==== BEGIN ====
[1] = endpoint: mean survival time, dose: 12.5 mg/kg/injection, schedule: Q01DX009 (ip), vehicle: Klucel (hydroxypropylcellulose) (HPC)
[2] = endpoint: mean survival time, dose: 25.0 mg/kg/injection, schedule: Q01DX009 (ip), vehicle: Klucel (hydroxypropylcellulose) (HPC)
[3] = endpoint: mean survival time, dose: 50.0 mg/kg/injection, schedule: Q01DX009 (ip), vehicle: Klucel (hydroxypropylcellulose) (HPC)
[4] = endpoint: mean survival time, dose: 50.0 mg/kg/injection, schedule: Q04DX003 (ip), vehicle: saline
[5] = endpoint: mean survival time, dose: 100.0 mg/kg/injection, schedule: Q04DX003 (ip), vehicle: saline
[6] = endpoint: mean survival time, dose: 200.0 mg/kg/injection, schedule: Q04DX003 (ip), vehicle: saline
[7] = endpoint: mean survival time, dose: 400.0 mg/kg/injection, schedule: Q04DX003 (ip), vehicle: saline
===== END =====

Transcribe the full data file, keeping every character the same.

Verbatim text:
[1] = endpoint: mean survival time, dose: 12.5 mg/kg/injection, schedule: Q01DX009 (ip), vehicle: Klucel (hydroxypropylcellulose) (HPC)
[2] = endpoint: mean survival time, dose: 25.0 mg/kg/injection, schedule: Q01DX009 (ip), vehicle: Klucel (hydroxypropylcellulose) (HPC)
[3] = endpoint: mean survival time, dose: 50.0 mg/kg/injection, schedule: Q01DX009 (ip), vehicle: Klucel (hydroxypropylcellulose) (HPC)
[4] = endpoint: mean survival time, dose: 50.0 mg/kg/injection, schedule: Q04DX003 (ip), vehicle: saline
[5] = endpoint: mean survival time, dose: 100.0 mg/kg/injection, schedule: Q04DX003 (ip), vehicle: saline
[6] = endpoint: mean survival time, dose: 200.0 mg/kg/injection, schedule: Q04DX003 (ip), vehicle: saline
[7] = endpoint: mean survival time, dose: 400.0 mg/kg/injection, schedule: Q04DX003 (ip), vehicle: saline